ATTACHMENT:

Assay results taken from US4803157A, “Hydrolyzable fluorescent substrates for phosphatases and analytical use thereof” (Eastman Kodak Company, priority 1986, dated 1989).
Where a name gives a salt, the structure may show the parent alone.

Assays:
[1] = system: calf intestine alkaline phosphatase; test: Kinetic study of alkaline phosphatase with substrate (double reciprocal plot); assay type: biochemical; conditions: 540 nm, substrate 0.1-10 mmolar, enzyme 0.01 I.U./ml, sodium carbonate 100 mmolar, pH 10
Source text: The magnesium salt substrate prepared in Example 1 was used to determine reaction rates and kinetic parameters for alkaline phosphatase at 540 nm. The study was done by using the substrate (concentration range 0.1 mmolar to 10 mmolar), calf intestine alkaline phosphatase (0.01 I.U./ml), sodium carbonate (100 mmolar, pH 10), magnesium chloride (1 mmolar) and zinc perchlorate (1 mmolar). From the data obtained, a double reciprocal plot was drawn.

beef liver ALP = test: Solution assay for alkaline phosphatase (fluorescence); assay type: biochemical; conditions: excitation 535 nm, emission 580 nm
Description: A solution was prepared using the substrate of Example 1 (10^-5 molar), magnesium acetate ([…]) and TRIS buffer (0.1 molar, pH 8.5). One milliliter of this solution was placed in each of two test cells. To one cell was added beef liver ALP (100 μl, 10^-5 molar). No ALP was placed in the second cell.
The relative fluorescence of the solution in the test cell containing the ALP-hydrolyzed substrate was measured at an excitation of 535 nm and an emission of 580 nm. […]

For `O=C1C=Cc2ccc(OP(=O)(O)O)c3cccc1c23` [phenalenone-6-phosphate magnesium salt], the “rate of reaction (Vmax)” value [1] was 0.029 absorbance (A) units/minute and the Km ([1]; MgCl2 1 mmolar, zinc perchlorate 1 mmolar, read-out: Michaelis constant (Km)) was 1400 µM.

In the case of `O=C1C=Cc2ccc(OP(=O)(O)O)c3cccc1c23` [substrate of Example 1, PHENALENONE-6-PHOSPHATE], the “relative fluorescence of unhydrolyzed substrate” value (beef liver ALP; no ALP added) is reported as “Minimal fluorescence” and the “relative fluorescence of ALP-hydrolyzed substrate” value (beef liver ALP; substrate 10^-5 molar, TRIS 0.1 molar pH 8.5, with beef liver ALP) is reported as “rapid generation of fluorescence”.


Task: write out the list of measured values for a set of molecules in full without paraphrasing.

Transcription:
Assay results taken from US4803157A, “Hydrolyzable fluorescent substrates for phosphatases and analytical use thereof” (Eastman Kodak Company, priority 1986, dated 1989).
Where a name gives a salt, the structure may show the parent alone.

Assays:
[1] = system: calf intestine alkaline phosphatase; test: Kinetic study of alkaline phosphatase with substrate (double reciprocal plot); assay type: biochemical; conditions: 540 nm, substrate 0.1-10 mmolar, enzyme 0.01 I.U./ml, sodium carbonate 100 mmolar, pH 10
Source text: The magnesium salt substrate prepared in Example 1 was used to determine reaction rates and kinetic parameters for alkaline phosphatase at 540 nm. The study was done by using the substrate (concentration range 0.1 mmolar to 10 mmolar), calf intestine alkaline phosphatase (0.01 I.U./ml), sodium carbonate (100 mmolar, pH 10), magnesium chloride (1 mmolar) and zinc perchlorate (1 mmolar). From the data obtained, a double reciprocal plot was drawn.

beef liver ALP = test: Solution assay for alkaline phosphatase (fluorescence); assay type: biochemical; conditions: excitation 535 nm, emission 580 nm
Description: A solution was prepared using the substrate of Example 1 (10^-5 molar), magnesium acetate ([…]) and TRIS buffer (0.1 molar, pH 8.5). One milliliter of this solution was placed in each of two test cells. To one cell was added beef liver ALP (100 μl, 10^-5 molar). No ALP was placed in the second cell.
The relative fluorescence of the solution in the test cell containing the ALP-hydrolyzed substrate was measured at an excitation of 535 nm and an emission of 580 nm. […]

For `O=C1C=Cc2ccc(OP(=O)(O)O)c3cccc1c23` [phenalenone-6-phosphate magnesium salt], the “rate of reaction (Vmax)” value [1] was 0.029 absorbance (A) units/minute and the Km ([1]; MgCl2 1 mmolar, zinc perchlorate 1 mmolar, read-out: Michaelis constant (Km)) was 1400 µM.

In the case of `O=C1C=Cc2ccc(OP(=O)(O)O)c3cccc1c23` [substrate of Example 1, PHENALENONE-6-PHOSPHATE], the “relative fluorescence of unhydrolyzed substrate” value (beef liver ALP; no ALP added) is reported as “Minimal fluorescence” and the “relative fluorescence of ALP-hydrolyzed substrate” value (beef liver ALP; substrate 10^-5 molar, TRIS 0.1 molar pH 8.5, with beef liver ALP) is reported as “rapid generation of fluorescence”.